Sometimes I enjoy a sappy movie. Field of Dreams. A League of Their Own. Bull Durham. Well, I guess I like sappy baseball movies. But still. The sentiment is the same. It is ok to occasionally enjoy a movie where it is obvious how it is going to turn out after about ten minutes of screen time. It doesn’t mean that you cannot enjoy the movie. It just means that you have to ignore the most obvious indications so that the ending can deliver an emotional punch.
If you go in to An Elegy for Amelia Johnson with the same attitude, then you are in for an enjoyable read. Be sure to pack a hanky for the ending.
In her 30 years on earth, Amelia Johnson has touched many lives with her compassion, intelligence and spirit. Now, at the end of a year-long battle with cancer, she asks her two closest friends to take her final messages to the people who have touched her life the most. Henry Barrons is a cocky, Oscar©-winning documentary filmmaker whose demeanor hides deep insecurities. Jillian Webb is an acclaimed magazine writer with an inability to make long-term commitments. They set out across the country to fulfill Amelia’s dying wish…and end up learning more about her—and themselves—than they ever imagined.
From just the set-up alone you can tell where this is going. The real trick in a book like this is making the reader still care enough to stick with the characters for the journey, instead of just skipping to the inevitable ending.
Andrew Rostan delivers a story which combines the depression of a cancer story with theadventure of a cross-country scavenger hunt and the mania of attempting to create a product capable of summing up a person’s entire life in a short film. This odd combination is what keeps the book from becoming just another sappy tale of a person dying of cancer while her two friends fall in love. The road trip element distracts us (and the characters) from the love story and focuses on piecing together the life of Amelia. No longer is she a cancer victim, but a complex character who led a life that neither of her closest friends fully understood. As they discover more about her, they discover more about life and living.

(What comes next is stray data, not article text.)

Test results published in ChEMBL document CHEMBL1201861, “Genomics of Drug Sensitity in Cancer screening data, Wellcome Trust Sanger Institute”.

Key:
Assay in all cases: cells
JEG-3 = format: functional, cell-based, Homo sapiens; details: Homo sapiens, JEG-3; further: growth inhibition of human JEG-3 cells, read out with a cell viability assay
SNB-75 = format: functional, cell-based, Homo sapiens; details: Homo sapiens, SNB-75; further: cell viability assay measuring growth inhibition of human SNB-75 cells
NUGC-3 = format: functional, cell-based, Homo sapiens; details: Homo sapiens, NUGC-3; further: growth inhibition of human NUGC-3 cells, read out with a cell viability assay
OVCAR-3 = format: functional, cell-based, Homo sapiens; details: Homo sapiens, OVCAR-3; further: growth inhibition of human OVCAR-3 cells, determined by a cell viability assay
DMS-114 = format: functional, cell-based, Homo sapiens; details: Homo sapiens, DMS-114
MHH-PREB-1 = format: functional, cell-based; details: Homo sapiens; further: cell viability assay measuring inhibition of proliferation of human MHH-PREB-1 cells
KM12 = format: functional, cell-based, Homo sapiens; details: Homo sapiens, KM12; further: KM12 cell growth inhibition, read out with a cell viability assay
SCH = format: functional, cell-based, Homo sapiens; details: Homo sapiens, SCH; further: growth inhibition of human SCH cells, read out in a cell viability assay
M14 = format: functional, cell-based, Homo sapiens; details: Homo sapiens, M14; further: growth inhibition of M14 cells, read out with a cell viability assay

The art is handled by Dave Valeza and Kate Kasenow. It is simple black line work without any grey-tones. I am reminded of Andi Watson a bit in the execution, with maybe a hint of Tezuka in the female characters. I wish I could say that the art was particularly strong or memorable, but it wasn’t. Again, this is not to say that it was bad. In the perspective of a sappy movie, can any of us really remember much about the cinematography, costuming, or set design? It is all about the story and getting the characters to their inevitable end. With that in mind, Valeza and Kasenow did a fine job.
In the end, An Elegy for Amelia Johnson does not break any new ground. It is a good, if predictable, story which will keep your interest all the way through. The ending hist all the right chords and tugs at your heartstrings, just as it should.
This book was originally published in 2011, but a new edition is out soon from Archaia.
Check out a free preview here.